Bouchardon Bust: Sculpture of reputed founder of Invergordon bought for £5 and used as a doorstop could fetch £2.5 million
A sculpture of the reputed founder of Invergordon originally bought by a town council for £5 in 1931 could now be sold for up to £2.5 million.
The 'Bouchardon Bust' was discovered by local councillor Maxine Smith in 1998 in an industrial estate in the village of Balintore, Easter Ross.
She said at the time she believed it may have been in the shed for several decades before she uncovered it.
It was later displayed at the Louvre in Paris - and valued at £1.4million. It is now thought it may fetch more than £2.5 million with Highland Council now set to rule on whether to sell it off.
The 1728 bust of MP Sir John Gordon was created by Edme Bouchardon - a French sculptor known for neoclassical statues in the gardens of the Palace of Versailles.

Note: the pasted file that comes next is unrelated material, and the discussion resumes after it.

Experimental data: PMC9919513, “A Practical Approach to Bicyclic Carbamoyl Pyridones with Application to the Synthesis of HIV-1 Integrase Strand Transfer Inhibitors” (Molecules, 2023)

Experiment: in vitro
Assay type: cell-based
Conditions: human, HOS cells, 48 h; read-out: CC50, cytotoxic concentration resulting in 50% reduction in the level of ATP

Bouchardon created the artwork while Sir John was on his 'Grand Tour' of Europe - during which he studied for a time in Rome, Italy.
Members of Easter Ross area committee are now set decide the fate of the bust which is now owned by the local 'Invergordon Common Good fund', which will benefit from the sale should councillors give it the go ahead on Monday.
The first step will be a public consultation on the proposal to dispose of the bust, in line with the Community Empowerment (Scotland) Act 2015.
This will also seek the views of the wider Invergordon community on the sale.
Council minutes from 1931 make reference to "the Provost, Cllr MacLeod and the Town Clerk were asked to visit Kindeace House Sale and endeavour to purchase the Bust of John Gordon said to be the founder of Invergordon and to offer up to £5 for same."
Speaking in 2016, Ms Smith said: ''I started asking the council what happened to the old provost's robes and chains were and one of the Highland councillors suggested I try this shed.
"I managed to get the key from the council. I found the robes and there was this bust just propping the door open.
"I went back to the council and said that there's a bunch of stuff that looks like it's worth a lot of money and they need to get it out in case someone steals them.
"The insurance team got in and we found that it was worth so much money. Back then it was worth about £200,000."
Want to join the conversation? Please or to comment on this article.